Perhaps this is only the introduction to an intriguing story.

Get local stories you won't find anywhere else right to your inbox.
Sign up here

Just Posted

Peace Portal Alliance Church, at the corner of King George Boulevard and 152 Street, is the extreme-weather shelter for South Surrey for the upcoming season. It is to have 14 mats available nightly for those experiencing homelessness, regardless of weather conditions. (Tracy Holmes photo)
14 beds planned for South Surrey extreme-weather shelter

Webinar tonight to field questions, share info on Peace Portal Alliance Church refuge

White Rock Whalers president Ronnie Paterson (inset photo) is hopeful the team and City of White Rock will be able to find a solution that will allow the Whalers and their PJHL opponents to use the dressing rooms at Centennial Arena. (Jody Harris photo)
Whalers waiting to hear on dressing-room availability as PJHL home-opener looms

White Rock team owner ‘confident’ hurdles can be overcome in talks with city

Fraser Health declared an outbreak of COVID-19 at Delta Hospital on Wednesday, Sept. 16, 2020. (Grace Kennedy photo)
Outbreak over at Delta Hospital

In all, 45 cases of COVID-19 were identified and seven patients died during the outbreak

The Sunshine Band Club video posted to Youtube.
VIDEO: Surrey youth band shines light on ‘COVID blues,’ raises money for hospital

Virtual concert from Sunshine Band Club, established last March

Not everybody lined up to vote on Saturday. In Surrey, 68,396 mail-in ballots still need to be counted for the final election tally. (Black Press Media)
North Surrey voters steer left, South Surrey voters steer right

Once again, it’s NDP orange in the city’s north end, Liberal red in the south

FILE – Provincial Health Officer Dr. Bonnie Henry provides the latest update on the COVID-19 pandemic in the province during a press conference in the press theatre at Legislature in Victoria, B.C., on Thursday, October 22, 2020. THE CANADIAN PRESS/Chad Hipolito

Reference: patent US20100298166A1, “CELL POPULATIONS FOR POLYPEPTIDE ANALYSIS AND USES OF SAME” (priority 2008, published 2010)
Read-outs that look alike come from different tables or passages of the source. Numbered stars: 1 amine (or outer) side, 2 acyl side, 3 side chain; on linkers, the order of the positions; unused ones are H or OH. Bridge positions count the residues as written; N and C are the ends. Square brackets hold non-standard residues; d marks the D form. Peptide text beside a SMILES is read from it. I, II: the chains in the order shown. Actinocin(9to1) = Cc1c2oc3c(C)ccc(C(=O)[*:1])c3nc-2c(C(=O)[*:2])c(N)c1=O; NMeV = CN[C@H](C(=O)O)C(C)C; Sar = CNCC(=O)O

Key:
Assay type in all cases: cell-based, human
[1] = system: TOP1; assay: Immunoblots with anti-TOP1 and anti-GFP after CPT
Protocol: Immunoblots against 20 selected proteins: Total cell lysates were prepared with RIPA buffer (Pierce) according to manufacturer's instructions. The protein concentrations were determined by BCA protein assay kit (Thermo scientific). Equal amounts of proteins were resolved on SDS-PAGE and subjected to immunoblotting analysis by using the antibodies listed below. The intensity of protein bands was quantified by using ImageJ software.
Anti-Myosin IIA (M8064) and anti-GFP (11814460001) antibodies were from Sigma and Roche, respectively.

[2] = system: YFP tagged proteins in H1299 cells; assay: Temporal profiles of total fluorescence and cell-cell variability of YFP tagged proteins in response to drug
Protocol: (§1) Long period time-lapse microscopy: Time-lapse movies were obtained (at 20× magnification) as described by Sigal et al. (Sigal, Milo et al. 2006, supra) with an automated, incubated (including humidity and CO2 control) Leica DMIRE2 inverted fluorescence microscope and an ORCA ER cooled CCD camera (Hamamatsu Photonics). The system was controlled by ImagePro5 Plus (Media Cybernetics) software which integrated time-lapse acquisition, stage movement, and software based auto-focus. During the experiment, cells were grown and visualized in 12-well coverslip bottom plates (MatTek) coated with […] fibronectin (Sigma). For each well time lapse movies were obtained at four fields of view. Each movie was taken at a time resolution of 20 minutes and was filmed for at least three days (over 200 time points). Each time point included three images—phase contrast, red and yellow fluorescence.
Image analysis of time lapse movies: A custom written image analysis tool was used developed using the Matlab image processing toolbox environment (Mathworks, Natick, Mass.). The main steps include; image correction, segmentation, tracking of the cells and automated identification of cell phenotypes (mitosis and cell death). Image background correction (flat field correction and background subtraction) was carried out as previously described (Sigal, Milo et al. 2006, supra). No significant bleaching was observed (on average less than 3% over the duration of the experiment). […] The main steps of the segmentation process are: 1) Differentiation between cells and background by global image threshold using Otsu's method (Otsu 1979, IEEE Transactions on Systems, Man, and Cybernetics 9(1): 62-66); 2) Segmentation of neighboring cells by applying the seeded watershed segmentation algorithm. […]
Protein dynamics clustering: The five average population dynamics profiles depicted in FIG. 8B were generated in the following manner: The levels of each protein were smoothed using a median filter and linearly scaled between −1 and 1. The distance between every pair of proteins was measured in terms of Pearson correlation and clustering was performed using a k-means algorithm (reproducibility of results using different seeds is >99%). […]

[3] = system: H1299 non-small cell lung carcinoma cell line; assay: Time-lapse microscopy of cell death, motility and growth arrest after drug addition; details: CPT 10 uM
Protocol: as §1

B.C. shatters COVID-19 records with 817 weekend cases; masks now expected indoors

Three people have died over the past three reporting periods

Graphic on promo material for Best Buy Canada’s Tech Wonderland event.
Drive-through ‘Tech Wonderland’ coming to PNE site a few weeks before Christmas

Best Buy Canada-backed ‘holiday’ event to raise money for charity

Aaliyah Rosa. File photo
Crown says murder of seven-year-old in Langley was planned, deliberate

The trial of KerryAnn Lewis began Monday in New Westminster

Is it time to start thinking about greener ways to package cannabis?

Packaging suppliers are still figuring eco-friendly and affordable packaging options that fit the mandates of Cannabis Regulations

Join Black Press Media and Do Some Good

Pay it Forward program supports local businesses in their community giving

B.C. Provincial Health Officer Dr. Bonnie Henry. (B.C. government photo)
Unnamed school in Fraser Health region closed due to COVID-19

Closure announced by Dr. Bonnie Henry during daily briefing

RCMP have released more details regarding what led up to an arrest caught on video in Williams Lake Sunday, Oct. 26. (Facebook video screenshot)
Review launched after ‘high-risk, multi-jurisdictional’ chase, arrest in Williams Lake

RCMP launching a full review and code of conduct investigation

(Pxfuel)
B.C. limits events in private homes to household, plus ‘safe six’ amid COVID-19 surge

Henry issued a public health order limiting private gatherings to one household, plus a group of ‘safe six’ only

Most Read